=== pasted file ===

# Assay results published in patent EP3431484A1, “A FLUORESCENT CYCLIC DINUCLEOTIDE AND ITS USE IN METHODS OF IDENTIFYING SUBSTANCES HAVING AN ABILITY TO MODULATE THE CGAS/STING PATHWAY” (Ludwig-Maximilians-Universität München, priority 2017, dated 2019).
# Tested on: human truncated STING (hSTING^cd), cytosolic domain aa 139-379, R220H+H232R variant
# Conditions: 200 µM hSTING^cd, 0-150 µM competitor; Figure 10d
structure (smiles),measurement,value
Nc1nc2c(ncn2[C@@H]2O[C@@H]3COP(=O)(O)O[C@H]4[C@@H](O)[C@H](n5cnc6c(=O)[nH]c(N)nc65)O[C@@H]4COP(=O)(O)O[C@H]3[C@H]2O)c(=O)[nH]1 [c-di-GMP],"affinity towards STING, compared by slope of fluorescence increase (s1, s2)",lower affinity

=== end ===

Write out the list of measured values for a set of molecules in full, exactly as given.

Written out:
# Assay results published in patent EP3431484A1, “A FLUORESCENT CYCLIC DINUCLEOTIDE AND ITS USE IN METHODS OF IDENTIFYING SUBSTANCES HAVING AN ABILITY TO MODULATE THE CGAS/STING PATHWAY” (Ludwig-Maximilians-Universität München, priority 2017, dated 2019).
# Tested on: human truncated STING (hSTING^cd), cytosolic domain aa 139-379, R220H+H232R variant
# Conditions: 200 µM hSTING^cd, 0-150 µM competitor; Figure 10d
structure (smiles),measurement,value
Nc1nc2c(ncn2[C@@H]2O[C@@H]3COP(=O)(O)O[C@H]4[C@@H](O)[C@H](n5cnc6c(=O)[nH]c(N)nc65)O[C@@H]4COP(=O)(O)O[C@H]3[C@H]2O)c(=O)[nH]1 [c-di-GMP],"affinity towards STING, compared by slope of fluorescence increase (s1, s2)",lower affinity